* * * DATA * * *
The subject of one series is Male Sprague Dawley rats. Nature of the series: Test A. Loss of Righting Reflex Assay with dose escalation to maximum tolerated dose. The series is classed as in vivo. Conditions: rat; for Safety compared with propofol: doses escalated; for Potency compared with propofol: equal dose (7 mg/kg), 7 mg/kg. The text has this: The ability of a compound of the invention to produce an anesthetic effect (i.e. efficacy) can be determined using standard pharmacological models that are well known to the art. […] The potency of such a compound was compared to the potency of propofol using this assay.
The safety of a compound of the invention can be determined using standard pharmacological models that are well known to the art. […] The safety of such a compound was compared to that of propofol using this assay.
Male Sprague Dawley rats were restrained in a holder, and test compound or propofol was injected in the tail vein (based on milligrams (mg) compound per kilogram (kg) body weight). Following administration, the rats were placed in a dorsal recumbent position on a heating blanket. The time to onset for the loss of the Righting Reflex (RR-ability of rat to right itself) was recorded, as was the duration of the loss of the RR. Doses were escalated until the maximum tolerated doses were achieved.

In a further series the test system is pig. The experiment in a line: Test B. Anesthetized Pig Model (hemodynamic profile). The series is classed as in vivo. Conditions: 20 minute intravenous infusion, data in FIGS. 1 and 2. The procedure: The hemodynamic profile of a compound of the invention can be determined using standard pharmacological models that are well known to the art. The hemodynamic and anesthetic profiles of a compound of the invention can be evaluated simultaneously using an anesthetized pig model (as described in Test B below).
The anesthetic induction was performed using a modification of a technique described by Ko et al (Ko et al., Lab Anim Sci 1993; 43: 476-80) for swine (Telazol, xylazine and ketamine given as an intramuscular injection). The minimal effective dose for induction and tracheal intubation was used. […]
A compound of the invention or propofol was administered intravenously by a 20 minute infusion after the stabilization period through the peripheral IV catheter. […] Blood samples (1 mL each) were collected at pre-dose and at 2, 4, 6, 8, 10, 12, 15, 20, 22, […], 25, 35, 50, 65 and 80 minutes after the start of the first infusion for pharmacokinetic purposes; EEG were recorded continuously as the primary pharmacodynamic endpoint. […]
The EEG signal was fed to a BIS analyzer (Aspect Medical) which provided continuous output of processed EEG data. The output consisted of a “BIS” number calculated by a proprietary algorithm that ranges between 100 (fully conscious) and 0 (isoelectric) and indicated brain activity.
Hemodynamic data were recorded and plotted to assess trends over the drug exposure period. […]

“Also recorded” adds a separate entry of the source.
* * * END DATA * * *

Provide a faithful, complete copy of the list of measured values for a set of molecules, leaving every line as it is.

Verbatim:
The subject of one series is Male Sprague Dawley rats. Nature of the series: Test A. Loss of Righting Reflex Assay with dose escalation to maximum tolerated dose. The series is classed as in vivo. Conditions: rat; for Safety compared with propofol: doses escalated; for Potency compared with propofol: equal dose (7 mg/kg), 7 mg/kg. The text has this: The ability of a compound of the invention to produce an anesthetic effect (i.e. efficacy) can be determined using standard pharmacological models that are well known to the art. […] The potency of such a compound was compared to the potency of propofol using this assay.
The safety of a compound of the invention can be determined using standard pharmacological models that are well known to the art. […] The safety of such a compound was compared to that of propofol using this assay.
Male Sprague Dawley rats were restrained in a holder, and test compound or propofol was injected in the tail vein (based on milligrams (mg) compound per kilogram (kg) body weight). Following administration, the rats were placed in a dorsal recumbent position on a heating blanket. The time to onset for the loss of the Righting Reflex (RR-ability of rat to right itself) was recorded, as was the duration of the loss of the RR. Doses were escalated until the maximum tolerated doses were achieved.

In a further series the test system is pig. The experiment in a line: Test B. Anesthetized Pig Model (hemodynamic profile). The series is classed as in vivo. Conditions: 20 minute intravenous infusion, data in FIGS. 1 and 2. The procedure: The hemodynamic profile of a compound of the invention can be determined using standard pharmacological models that are well known to the art. The hemodynamic and anesthetic profiles of a compound of the invention can be evaluated simultaneously using an anesthetized pig model (as described in Test B below).
The anesthetic induction was performed using a modification of a technique described by Ko et al (Ko et al., Lab Anim Sci 1993; 43: 476-80) for swine (Telazol, xylazine and ketamine given as an intramuscular injection). The minimal effective dose for induction and tracheal intubation was used. […]
A compound of the invention or propofol was administered intravenously by a 20 minute infusion after the stabilization period through the peripheral IV catheter. […] Blood samples (1 mL each) were collected at pre-dose and at 2, 4, 6, 8, 10, 12, 15, 20, 22, […], 25, 35, 50, 65 and 80 minutes after the start of the first infusion for pharmacokinetic purposes; EEG were recorded continuously as the primary pharmacodynamic endpoint. […]
The EEG signal was fed to a BIS analyzer (Aspect Medical) which provided continuous output of processed EEG data. The output consisted of a “BIS” number calculated by a proprietary algorithm that ranges between 100 (fully conscious) and 0 (isoelectric) and indicated brain activity.
Hemodynamic data were recorded and plotted to assess trends over the drug exposure period. […]

“Also recorded” adds a separate entry of the source.